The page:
I will answer the question in advance: why am I I think the problem is in the BIOS? Firstly, this is due to the fact that the other components of my laptop were functioning normally, nothing was overheating (the fan was working very hard). Secondly, the same a problem met by another user on this forum- https://h30434.www3.hp.com/t5/Notebooks-Archive-Read-Only/HP-Probook-4515s-won-t-turn-on/td-p/505086... , but this way the problem was solved only if the laptop could still turn on, in my case the laptop does not turn on, that laptop, unlike mine, had slightly different characteristics, that one had BIOS 68GPI, my laptop have BIOS 68CPP. I have also met people with the same problem in other forums as well. But alas, nowhere was there a unanimous decision. Many people blamed Bios for everything. Therefore, I realized that the problem could most likely be in the BIOS.
11-05-2021 03:23 PM - edited 11-05-2021 03:24 PM
@huhu05 -- try the following on your laptop:
1. Shutdown Windows
2. Remove the battery
3. Disconnect the AC adapter
4. Press-and-hold the ON/OFF button for a few seconds, to drain any "residual" power
5. Reconnect the battery (or the AC adapter)
6. Power on your computer.
> the button "CapsLock" burns exactly 5 times
Do a search on "HP Beep Codes", and try to match your pattern with the HP documents.
11-29-2021 07:04 AM
Hello, sorry for the long silence. After comparing 5 Caps Lock blinks with information I found on the Internet, I found the answer that 5 blinks speak of "General Motherboard Failure", which is rather strange because the concept is quite extensible. In such cases, the northbridge is often blamed, but can replacing the processor just take it and break it? I'm not sure about that. I'm stumped.
11-29-2021 11:50 AM
@huhu05 -- can replacing the processor just take it and break it?
Can you return to the original processor?
The title of one James Bond 007 movie was "Never Say Never Again".
It is a reference to the actor who previously played the role NOT wanting to take the role in another 007 movie.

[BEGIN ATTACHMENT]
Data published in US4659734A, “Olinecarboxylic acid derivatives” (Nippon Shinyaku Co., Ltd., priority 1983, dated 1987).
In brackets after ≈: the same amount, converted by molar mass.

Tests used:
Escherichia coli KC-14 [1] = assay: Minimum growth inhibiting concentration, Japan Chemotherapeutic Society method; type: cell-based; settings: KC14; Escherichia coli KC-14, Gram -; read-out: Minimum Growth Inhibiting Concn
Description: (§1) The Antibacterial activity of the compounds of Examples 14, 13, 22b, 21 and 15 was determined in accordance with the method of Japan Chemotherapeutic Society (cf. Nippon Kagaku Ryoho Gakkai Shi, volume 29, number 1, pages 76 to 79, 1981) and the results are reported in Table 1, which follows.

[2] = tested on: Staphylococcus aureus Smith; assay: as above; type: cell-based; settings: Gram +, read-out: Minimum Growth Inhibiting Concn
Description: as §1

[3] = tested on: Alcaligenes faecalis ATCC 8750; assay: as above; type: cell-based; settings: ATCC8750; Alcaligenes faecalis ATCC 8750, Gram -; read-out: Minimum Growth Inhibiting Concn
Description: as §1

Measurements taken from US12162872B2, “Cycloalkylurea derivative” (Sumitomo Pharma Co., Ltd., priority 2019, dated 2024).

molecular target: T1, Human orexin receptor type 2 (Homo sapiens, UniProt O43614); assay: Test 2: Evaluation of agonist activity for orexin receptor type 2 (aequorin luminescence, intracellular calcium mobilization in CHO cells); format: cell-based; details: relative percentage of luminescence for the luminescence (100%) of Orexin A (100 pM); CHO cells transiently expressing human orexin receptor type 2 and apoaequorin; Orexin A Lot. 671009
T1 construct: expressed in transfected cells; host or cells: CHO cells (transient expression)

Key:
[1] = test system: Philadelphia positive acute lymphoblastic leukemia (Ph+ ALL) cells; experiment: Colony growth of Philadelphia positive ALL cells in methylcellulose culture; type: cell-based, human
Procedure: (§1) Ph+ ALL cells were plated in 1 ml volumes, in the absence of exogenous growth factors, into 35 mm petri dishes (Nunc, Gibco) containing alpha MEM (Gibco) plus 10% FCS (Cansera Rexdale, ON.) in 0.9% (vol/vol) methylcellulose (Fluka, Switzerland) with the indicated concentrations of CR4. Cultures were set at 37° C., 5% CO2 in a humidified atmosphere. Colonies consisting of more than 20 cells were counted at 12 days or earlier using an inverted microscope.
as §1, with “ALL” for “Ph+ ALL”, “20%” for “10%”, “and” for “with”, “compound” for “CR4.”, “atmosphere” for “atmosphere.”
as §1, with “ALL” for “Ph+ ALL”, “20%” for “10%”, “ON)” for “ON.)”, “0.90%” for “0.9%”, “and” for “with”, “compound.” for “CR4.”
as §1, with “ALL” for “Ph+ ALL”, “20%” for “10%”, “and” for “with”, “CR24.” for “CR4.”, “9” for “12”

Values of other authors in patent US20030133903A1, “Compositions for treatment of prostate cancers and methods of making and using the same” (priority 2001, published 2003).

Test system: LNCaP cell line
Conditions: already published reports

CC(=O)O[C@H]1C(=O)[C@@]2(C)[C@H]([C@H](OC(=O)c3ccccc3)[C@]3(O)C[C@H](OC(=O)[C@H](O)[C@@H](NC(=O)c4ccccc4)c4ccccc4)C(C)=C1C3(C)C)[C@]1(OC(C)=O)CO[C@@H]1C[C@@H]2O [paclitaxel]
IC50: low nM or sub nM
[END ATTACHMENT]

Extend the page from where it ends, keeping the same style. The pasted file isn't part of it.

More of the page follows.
Even though one does not expect that a processor change will "break" the motherboard, it never is impossible to get that effect. S*IT happens.
12-05-2021 05:20 AM
Thank you for your support and advice. I tried to bring the laptop back to life by replacing the processor with the one that was before the upgrade, but alas, this did not work. Before AMD Ultra Turion II M620, I had a Turion M520 processor, replacing it with it also did not happen, and even after waiting a little, the laptop did not change its state. Then I decided to go back to the first processor, namely the M320, but alas, it didn't show any results either.
12-05-2021 09:19 AM
@huhu05 -- nothing was overheating (the fan was working very hard).
When you power-on a computer, it first runs the POST (Power On Self Test).
Part of the POST includes temporarily speeding-up the fan to 100% speed, and 100% noise, and then reducing the speed to a lower-level that is appropriate for the internal temperature of the processor & motherboard.
So, if your laptop's fan at 100%, this is a sign that the POST has NOT successfully completed. The failure of the POST is usually the cause of the repeating of those 5 "blinks".
I hope that you have not "flexed" the motherboard when changing processors, and caused a "crack" in the motherboard. Such cracks in the circuit-board can create "intermittent" behaviour, e.g., sometimes the circuits work fine, and sometimes there is an "open" circuit that prevents the motherboard from a normal POST and then a normal start-up.